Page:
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Backhowsa

The difficulty of finding the outhouse in Sicily

Backhowsa

Photo by Tara Schatz

In the fall of 2015, we traveled to Independence, Louisiana, about seventy miles outside of New Orleans, to investigate anecdotal evidence that the Yat dialect is spoken well beyond the Crescent City. This complements a larger set of projects investigating language variation in and around New Orleans. Yat, the city’s Brooklyn-sounding white working-class English dialect, has its roots in New Orleans’ Irish Channel and Ninth Ward neighborhoods, though it’s more common nowadays to hear Yat spoken in the surrounding suburbs of Chalmette, Metairie, and Kenner. Speaking Yat is often associated with Italian ancestry, and there have been anecdotal reports of people who speak the dialect well outside the city limits.

Independence, in Tangipahoa Parish, is a town of under two thousand people, with a significant proportion having Italian (mainly Sicilian) ancestry. The town also has close ties to New Orleans, as Italian immigrants who worked the sugar cane plantations around New Orleans would travel to Independence to harvest strawberries, with some eventually buying land and settling there. These close ties and the shared Italian heritage and settlement patterns made Independence a prime candidate for linguistic similarity with New Orleans.

We interviewed eight people who are natives of Independence and identify as having Sicilian ancestry, ranging in age from 47 to 93, with the two oldest study participants being a generation older than the other six. We found evidence of both Southern and Yat English represented in their speech, but we also found that they largely rejected these labels, and instead often attributed linguistic peculiarities to their Sicilian heritage.

Among our six younger speakers, when asked how they spoke, John said the words he used (reckon, ain’t) made him sound a little Southern, while Loretta said that someone with a New York accent told her she didn’t have much of an accent other than sounding “a little Southern.” A third, Dom, said he realized he sounded Southern only after listening to his voice on an answering machine recording.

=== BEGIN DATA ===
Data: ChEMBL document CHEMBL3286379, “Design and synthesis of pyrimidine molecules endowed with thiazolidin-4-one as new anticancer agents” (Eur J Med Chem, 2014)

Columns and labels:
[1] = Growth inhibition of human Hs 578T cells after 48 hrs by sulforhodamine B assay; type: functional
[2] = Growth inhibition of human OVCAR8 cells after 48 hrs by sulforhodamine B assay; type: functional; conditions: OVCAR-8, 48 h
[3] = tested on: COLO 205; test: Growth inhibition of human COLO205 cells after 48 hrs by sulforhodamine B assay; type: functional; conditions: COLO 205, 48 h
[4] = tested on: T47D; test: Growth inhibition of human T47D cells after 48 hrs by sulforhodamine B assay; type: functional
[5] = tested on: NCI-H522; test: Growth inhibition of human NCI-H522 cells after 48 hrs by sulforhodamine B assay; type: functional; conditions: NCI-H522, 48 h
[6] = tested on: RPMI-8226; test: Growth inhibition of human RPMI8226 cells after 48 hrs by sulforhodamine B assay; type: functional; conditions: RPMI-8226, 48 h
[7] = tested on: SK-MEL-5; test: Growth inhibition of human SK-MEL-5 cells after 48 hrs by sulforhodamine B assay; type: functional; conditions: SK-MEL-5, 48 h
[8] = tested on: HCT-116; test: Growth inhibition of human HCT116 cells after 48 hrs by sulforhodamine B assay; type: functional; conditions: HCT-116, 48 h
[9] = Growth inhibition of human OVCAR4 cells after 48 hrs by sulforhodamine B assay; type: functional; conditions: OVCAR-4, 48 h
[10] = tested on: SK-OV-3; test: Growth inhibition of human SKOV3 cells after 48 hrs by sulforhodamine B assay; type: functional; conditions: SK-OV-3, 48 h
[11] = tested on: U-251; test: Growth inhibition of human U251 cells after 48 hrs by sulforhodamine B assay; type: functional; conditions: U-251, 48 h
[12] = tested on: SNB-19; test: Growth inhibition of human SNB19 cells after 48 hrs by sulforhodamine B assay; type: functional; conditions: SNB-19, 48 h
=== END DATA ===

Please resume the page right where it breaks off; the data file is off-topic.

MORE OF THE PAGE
The two older speakers, Buster and Buddy, both spoke of experiences in World War II when other servicemen questioned their dialects; Buster said his fellow servicemen called him a “swamp rat,” while Buddy said they expressed their confusion that he had an Italian name, yet spoke with a Southern accent. This sentiment mirrors that of the speakers we talked to: there is a perceived incompatibility between being Italian and sounding Southern.

However, participants often credited self-perceived aspects of their speech as reflective of their ancestry. One of the older speakers, for instance, claimed he pronounced “horse” as “harse” because “my Italian ancestors would say ‘harse.’ That’s the way we heard it, that’s the way we said it.” Sicilian Italian, however, does not have the ‘a’ sound that would appear in “harse.”

Over half of our participants, who were all interviewed separately, furthermore offered one very specific word that they say is influenced by their Italian heritage: backhowsa, meaning ‘bathroom.’ One participant described the origin of backhowsa as coming from a time when bathrooms were still in outhouses, often in the back of the house, and therefore called backhouses. Sicilians, participants said, would have pronounced this backhowsa. The term was so ingrained in the lexicon of one participant’s father that, when the father went to Sicily, he was surprised when no one understood him when he asked to be directed to the backhowsa.

Lisa Sprowls and Andrew Abdalian are both PhD candidates in linguistics at Tulane University. Sprowls’s main area of study is American English dialects, focusing on sound variation and identity construction. Abdalian focuses on Indigenous language documentation and revitalization; he currently works on Tunica language revitalization with the Tunica–Biloxi Tribe of Louisiana.